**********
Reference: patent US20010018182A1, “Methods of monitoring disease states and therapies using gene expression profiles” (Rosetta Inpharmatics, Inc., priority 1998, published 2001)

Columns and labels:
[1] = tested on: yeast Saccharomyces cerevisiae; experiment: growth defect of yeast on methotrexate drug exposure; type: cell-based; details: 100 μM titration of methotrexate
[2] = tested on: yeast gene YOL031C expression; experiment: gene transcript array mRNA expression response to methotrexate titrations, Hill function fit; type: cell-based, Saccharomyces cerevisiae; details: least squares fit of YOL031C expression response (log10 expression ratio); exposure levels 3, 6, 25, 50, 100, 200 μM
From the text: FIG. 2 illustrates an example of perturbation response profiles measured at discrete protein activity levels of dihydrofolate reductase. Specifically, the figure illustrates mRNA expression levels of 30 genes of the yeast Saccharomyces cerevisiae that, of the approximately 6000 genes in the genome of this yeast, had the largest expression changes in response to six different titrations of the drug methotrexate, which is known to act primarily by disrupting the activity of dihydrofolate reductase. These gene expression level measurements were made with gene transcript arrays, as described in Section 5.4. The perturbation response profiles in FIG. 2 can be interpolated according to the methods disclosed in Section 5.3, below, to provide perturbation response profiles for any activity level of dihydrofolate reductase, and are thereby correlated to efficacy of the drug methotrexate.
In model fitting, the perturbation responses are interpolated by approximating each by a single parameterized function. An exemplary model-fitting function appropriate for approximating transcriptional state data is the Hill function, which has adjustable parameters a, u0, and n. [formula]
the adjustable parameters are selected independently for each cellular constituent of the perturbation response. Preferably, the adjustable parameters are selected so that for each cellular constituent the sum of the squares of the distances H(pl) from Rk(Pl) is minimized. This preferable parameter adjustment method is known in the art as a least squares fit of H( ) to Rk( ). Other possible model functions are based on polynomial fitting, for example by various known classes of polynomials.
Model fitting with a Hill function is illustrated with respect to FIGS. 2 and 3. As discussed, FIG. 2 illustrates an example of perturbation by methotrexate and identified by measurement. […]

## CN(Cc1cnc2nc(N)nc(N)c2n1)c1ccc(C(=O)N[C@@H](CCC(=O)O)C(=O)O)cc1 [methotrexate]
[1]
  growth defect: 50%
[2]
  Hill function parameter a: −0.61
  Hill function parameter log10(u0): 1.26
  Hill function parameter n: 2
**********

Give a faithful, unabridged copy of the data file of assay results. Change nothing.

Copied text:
Reference: patent US20010018182A1, “Methods of monitoring disease states and therapies using gene expression profiles” (Rosetta Inpharmatics, Inc., priority 1998, published 2001)

Columns and labels:
[1] = tested on: yeast Saccharomyces cerevisiae; experiment: growth defect of yeast on methotrexate drug exposure; type: cell-based; details: 100 μM titration of methotrexate
[2] = tested on: yeast gene YOL031C expression; experiment: gene transcript array mRNA expression response to methotrexate titrations, Hill function fit; type: cell-based, Saccharomyces cerevisiae; details: least squares fit of YOL031C expression response (log10 expression ratio); exposure levels 3, 6, 25, 50, 100, 200 μM
From the text: FIG. 2 illustrates an example of perturbation response profiles measured at discrete protein activity levels of dihydrofolate reductase. Specifically, the figure illustrates mRNA expression levels of 30 genes of the yeast Saccharomyces cerevisiae that, of the approximately 6000 genes in the genome of this yeast, had the largest expression changes in response to six different titrations of the drug methotrexate, which is known to act primarily by disrupting the activity of dihydrofolate reductase. These gene expression level measurements were made with gene transcript arrays, as described in Section 5.4. The perturbation response profiles in FIG. 2 can be interpolated according to the methods disclosed in Section 5.3, below, to provide perturbation response profiles for any activity level of dihydrofolate reductase, and are thereby correlated to efficacy of the drug methotrexate.
In model fitting, the perturbation responses are interpolated by approximating each by a single parameterized function. An exemplary model-fitting function appropriate for approximating transcriptional state data is the Hill function, which has adjustable parameters a, u0, and n. [formula]
the adjustable parameters are selected independently for each cellular constituent of the perturbation response. Preferably, the adjustable parameters are selected so that for each cellular constituent the sum of the squares of the distances H(pl) from Rk(Pl) is minimized. This preferable parameter adjustment method is known in the art as a least squares fit of H( ) to Rk( ). Other possible model functions are based on polynomial fitting, for example by various known classes of polynomials.
Model fitting with a Hill function is illustrated with respect to FIGS. 2 and 3. As discussed, FIG. 2 illustrates an example of perturbation by methotrexate and identified by measurement. […]

## CN(Cc1cnc2nc(N)nc(N)c2n1)c1ccc(C(=O)N[C@@H](CCC(=O)O)C(=O)O)cc1 [methotrexate]
[1]
  growth defect: 50%
[2]
  Hill function parameter a: −0.61
  Hill function parameter log10(u0): 1.26
  Hill function parameter n: 2